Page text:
- Baskets as Bannetons – the basket of your Thermomix makes the perfect banneton for a half size loaf. If you have a few baskets you can split the dough into two pieces and shape two smaller loaves. I love to do two smaller loaves to give as gifts – or to keep a little loaf in the freezer.
- You can also make this amazing sourdough pizza dough.
Want to shape your sourdough in a batard rather than a boule? You’ll find instructions here.
Go forth and conquer your sourdough baking and I can’t wait to see your results in our Sourdough for Beginner Bakers group!
If you’re looking for some tips to improve your oven spring when baking sourdough bread, you’ll find 6 tips here.
Want to add some flavors to your sourdough bread? You’ll find the ultimate guide to adding flavors to your sourdough bread here.
Looking for an easy Sourdough Pizza Dough using your Thermomix? Check out this one!
- Dutch Oven
- 100 g Sourdough Starter fed and bubbly
- 380 g Water you can reduce the water to 350g if you want a lower hydration dough
- 500 g Bread Flour Baker's Flour
- 10 g Salt
- Add your sourdough starter and water to the TM bowl. Mix speed 3 for 15 seconds.
- Add your flour and salt to the sourdough starter and water in the TM bowl. Mix for 20 seconds on Dough mode. Leave the dough in the TM bowl for 30 minutes to 1 hour.
- Mix the dough for 3 minutes on Dough mode. Leave dough to rest in the bowl for at least 10 minutes (you can leave it up to around 30 minutes if you want to). You don't want the dough to get too warm from mixing.
- Mix the dough for another 3 minutes on Dough mode. The gluten in your dough will be well formed by now and the dough should be slapping the sides of the bowl. When you look into the bowl, you should see that there is a gap between the dough and the side of the bowl because the dough has formed a "ball". The dough will be elastic when you pull it up and have quite a bit of stretch.
- Pour the dough into a glass bowl. It should "bounce" out in one big blob if you jiggle the TM bowl upside down. Most if it will come away from the blades in this way. You can use a silicone spatula to get the remaining dough if you need to.If there is still a little sticky dough left on the blades, just cover with water and blitz on speed 10 to easily clean the blades. The quicker you do it, the easier they are to clean. A quick zip around with a Thermo brush and you should be good to go!
- Cover the dough in your bowl with plastic wrap and leave it to bulk ferment. See Notes below for information on this step.
- Use a silicon spatula to gently ease the dough out of the glass bowl. You want it to land "upside down" with the smooth top of the dough at the bottom and the sticky underneath on the top. This will make it very easy to shape.Using your hands, pull the of the dough into the centre so that it starts to form a ball. Once all the edges are in the centre, turn the dough over so that the smooth dough is at the top. Using the sticky underside, gently tension the dough so that it forms a ball.
- You will need a banneton to put your dough into. If you do not have a banneton, then a bowl or basket lined with a floured tea towel is perfectly fine. Make sure your bowl isn't too big though, you want your dough to retain some shape.Whatever you're using needs to be liberally floured with your rice flour. If you're using a banneton – liberally sprinkle it with rice flour. If you're using a cloth or tea towel, rub the flour into it to ensure it becomes non stick.Once the dough is shaped into a tight ball, place it into your banneton smooth side down, so your seam is on the top – this way the top of your dough will get the pretty lines from the banneton. If you're using a cloth or tea towel in a bowl it's ok to put your dough with the smooth side up. Just make sure the dough is tight.Lift your dough around the edges to pop a little more rice flour if you feel it needs it. Just try to handle the dough as little as possible and be really gentle as you really want to preserve all the gases and air bubbles that have formed during your bulk ferment.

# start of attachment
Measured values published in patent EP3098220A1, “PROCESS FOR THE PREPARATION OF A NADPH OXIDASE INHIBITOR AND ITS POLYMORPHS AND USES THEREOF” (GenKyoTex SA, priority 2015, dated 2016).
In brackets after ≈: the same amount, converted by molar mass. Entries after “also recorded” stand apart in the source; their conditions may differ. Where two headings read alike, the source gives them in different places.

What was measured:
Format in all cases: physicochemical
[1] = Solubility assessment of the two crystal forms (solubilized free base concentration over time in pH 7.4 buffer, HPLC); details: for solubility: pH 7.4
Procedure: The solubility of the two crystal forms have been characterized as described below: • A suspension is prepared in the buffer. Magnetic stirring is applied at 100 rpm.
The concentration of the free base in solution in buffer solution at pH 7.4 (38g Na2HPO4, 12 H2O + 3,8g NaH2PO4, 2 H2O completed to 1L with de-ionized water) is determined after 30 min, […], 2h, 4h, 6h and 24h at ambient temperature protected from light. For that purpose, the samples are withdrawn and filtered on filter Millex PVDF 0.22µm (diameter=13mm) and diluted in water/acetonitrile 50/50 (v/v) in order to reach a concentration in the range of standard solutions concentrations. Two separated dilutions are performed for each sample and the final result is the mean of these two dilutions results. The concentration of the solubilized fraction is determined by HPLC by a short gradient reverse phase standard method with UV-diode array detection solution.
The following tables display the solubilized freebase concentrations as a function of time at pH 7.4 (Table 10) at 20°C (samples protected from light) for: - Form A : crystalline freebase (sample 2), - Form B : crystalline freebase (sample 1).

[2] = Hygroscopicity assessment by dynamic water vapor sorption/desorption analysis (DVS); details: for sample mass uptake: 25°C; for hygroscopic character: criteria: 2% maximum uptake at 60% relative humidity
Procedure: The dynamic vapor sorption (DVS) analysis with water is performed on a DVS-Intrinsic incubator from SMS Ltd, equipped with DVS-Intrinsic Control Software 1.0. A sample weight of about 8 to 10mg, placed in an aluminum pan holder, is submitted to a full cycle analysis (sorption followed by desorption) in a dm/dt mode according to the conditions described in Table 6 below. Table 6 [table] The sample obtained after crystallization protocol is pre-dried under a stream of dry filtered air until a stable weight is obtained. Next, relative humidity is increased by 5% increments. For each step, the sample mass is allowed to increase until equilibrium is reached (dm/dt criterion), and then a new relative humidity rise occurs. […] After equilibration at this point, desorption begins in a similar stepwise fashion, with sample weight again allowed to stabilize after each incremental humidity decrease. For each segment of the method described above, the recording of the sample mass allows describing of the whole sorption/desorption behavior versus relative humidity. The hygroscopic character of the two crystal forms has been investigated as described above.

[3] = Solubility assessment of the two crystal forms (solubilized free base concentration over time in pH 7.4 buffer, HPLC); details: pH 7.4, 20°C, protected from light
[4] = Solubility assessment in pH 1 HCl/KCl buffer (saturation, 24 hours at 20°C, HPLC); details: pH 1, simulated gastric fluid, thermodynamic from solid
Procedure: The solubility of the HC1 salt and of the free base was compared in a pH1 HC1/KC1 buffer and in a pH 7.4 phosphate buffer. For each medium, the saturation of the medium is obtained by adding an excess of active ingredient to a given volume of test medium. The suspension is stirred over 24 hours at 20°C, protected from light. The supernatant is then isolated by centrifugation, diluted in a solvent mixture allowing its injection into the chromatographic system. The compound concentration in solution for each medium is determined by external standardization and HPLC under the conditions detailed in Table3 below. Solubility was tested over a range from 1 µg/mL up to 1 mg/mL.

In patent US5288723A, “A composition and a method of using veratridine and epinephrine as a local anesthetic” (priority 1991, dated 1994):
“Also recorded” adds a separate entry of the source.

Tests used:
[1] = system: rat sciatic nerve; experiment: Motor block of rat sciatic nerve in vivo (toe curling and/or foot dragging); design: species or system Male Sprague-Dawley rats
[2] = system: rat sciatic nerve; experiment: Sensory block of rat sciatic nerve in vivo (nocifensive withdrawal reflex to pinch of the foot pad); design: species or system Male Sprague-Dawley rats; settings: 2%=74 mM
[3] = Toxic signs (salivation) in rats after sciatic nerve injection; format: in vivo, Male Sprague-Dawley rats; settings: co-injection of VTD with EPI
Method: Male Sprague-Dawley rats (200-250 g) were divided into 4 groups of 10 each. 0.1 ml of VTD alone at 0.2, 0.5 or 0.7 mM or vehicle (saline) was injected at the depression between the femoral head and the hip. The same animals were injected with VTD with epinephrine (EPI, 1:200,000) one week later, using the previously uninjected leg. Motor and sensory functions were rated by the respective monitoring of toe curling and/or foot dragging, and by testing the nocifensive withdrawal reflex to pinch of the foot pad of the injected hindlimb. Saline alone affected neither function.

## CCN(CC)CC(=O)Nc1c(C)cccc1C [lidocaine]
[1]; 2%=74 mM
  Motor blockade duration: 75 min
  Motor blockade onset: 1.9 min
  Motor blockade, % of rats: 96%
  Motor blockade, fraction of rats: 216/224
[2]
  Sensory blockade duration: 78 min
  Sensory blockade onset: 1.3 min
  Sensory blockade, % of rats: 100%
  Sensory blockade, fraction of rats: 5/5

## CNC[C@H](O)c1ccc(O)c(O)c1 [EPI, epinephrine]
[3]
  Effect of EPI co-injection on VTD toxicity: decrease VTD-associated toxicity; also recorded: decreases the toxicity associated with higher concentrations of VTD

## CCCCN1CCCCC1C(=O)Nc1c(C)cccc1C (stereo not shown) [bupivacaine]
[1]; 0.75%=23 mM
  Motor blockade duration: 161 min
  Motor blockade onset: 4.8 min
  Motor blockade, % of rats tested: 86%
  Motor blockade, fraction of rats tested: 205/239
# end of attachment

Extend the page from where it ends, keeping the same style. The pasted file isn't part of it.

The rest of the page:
- Now your dough is in it's "shaping container" cover it loosely with a plastic bag or damp tea towel and place into the fridge. I use a large plastic bag to cover it – I just reuse it each time. It's not totally essential to cover it – you can place it in the fridge uncovered if you'd prefer.Try to leave it in the fridge for a minimum 5 hours up to a maximum of around 36 hours. The longer you leave it the better your bread will be! A longer cold ferment creates beautiful blisters on your crust and a deeper sourdough flavour. It will also ensure your dough forms a skin which makes it easier to score.
- Once you're ready to bake your sourdough, you'll need to preheat your oven to 230C/450F. Place your Dutch Oven into the oven when you turn it on so it gets hot. Try to preheat for around 1 hour to ensure your oven is super hot – but you know your oven so just adjust this time if you need to.Leave your dough in the fridge until the very last minute – placing a cold dough into a hot oven will give you a great "spring".
- Now it's time to bake!When your oven is at temperature. Take your sourdough out of the fridge. Gently place it onto a piece of baking paper. Make sure that you make the baking paper big enough to use the edges as a handle to lower to dough into your Dutch Oven.Gently score your bread with a lame, clean razor blade or knife. At minimum a large cross is sufficient, but you can get as artistic as you like. Try to score it fairly deep to ensure the dough opens up.
- Carefully take your dutch oven out of the oven. Place the sourdough into the pot using the baking paper as a handle. Put the lid on and place into the hot oven. If you want to you can spritz your dough with extra water before you put the lid on.If you're worried about the base of your bread burning, place a baking sheet on shelf underneath your Dutch Oven – it works!BAKE TIME:Bake your sourdough for 30 minutes with the lid on at 230C/450F plus10 minutes with the lid off at 210C/
- When you remove your dough from the oven, carefully remove it from the dutch oven as soon as possible and place on a wire rack to cool.